After a former passenger disembarked in Hong Kong tested positive for the virus on 1 February, Japanese authorities stopped the Diamond Princess from sailing off the coast of the country. For more than two weeks, more than 2,600 guests and crew were stuck onboard in quarantine.
As of March 6 in 2020, the total number of confirmed cases with coronavirus (COVID-19) on the cruise ship Diamond Princess, which is docked Yokohama, Kanagawa Prefecture in Japan, reached 696 patients. Six passengers have died as a result of the virus.
Much has been written about the failures of the Diamond Princess, many claiming that the quarantine could haven been handled a lot better, potentially saving lives. But, at least there is also some good news to come out of this situation.
After receiving news from the National Institute of Infectious Diseases that an asthma drug could be effective against respiratory diseases, Japanese doctors administered the drug to patients onboard the cruise ship who had pneumonia.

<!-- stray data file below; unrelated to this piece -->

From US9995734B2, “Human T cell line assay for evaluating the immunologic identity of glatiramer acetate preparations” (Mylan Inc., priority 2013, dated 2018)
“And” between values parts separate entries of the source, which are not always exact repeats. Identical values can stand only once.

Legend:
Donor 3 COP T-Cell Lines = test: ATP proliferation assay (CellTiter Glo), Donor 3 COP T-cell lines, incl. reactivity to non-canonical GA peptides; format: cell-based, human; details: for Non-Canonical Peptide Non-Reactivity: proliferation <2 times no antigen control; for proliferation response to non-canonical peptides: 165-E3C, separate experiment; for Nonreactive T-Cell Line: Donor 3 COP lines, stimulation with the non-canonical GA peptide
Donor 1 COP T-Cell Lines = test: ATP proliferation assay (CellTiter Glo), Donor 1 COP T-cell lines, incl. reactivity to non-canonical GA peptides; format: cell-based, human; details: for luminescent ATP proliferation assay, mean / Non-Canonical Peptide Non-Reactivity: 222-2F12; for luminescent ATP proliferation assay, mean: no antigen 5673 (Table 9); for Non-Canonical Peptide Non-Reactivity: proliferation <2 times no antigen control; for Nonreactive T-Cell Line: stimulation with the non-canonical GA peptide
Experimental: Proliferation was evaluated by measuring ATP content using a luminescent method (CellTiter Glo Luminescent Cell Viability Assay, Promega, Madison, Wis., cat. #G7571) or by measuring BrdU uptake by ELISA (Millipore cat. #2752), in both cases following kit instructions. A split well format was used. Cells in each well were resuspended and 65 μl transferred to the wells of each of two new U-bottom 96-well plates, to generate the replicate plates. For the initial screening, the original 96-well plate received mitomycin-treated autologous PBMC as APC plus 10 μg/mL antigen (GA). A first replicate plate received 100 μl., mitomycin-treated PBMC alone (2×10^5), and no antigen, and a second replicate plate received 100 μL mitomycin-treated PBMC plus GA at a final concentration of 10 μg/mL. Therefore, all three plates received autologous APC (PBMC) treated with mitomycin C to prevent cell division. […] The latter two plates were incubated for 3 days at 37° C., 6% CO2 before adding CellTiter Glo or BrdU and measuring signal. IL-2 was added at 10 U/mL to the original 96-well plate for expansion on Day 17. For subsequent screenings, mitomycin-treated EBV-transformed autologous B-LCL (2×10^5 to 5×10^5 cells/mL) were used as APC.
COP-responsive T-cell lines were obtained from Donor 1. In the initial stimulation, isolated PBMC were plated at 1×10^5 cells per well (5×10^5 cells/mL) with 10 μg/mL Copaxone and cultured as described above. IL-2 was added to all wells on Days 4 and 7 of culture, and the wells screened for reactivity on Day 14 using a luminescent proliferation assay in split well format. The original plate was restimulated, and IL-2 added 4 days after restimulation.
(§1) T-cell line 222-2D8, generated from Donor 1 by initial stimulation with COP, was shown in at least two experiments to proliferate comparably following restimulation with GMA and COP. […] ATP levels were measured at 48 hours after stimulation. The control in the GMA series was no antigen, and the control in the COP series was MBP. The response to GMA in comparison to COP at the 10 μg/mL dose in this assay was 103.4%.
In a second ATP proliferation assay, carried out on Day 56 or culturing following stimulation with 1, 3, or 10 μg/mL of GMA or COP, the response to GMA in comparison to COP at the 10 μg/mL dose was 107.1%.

The doctors from the Ashigarakami hospital in Kanagawa Prefecture gave the asthma drug to three patients, all over 65 years of age and on oxygen support. The drug called Ciclesonide is a a steroid inhalant that suppresses the immune system. Ciclesonide reaches the lungs where it can reduce inflammation.
Remarkably, all three patients improved their pneumonia symptoms within two days. One of the patients, a 73-year-old woman, was even discharged.
Of course, this is very small sample size but even so, the results are highly promising. If the results can be replicated by other institutions across hundreds of patients, we might have a new powerful tool in our arsenal against COVID-19. That being said, you shouldn’t self-medicate with the asthma drug if you think you have COVID-19 — always seek professional medical help first.
As of March 10, there are over 115,000 confirmed cases of COVID-19 around the world, with 4,051 fatalities.
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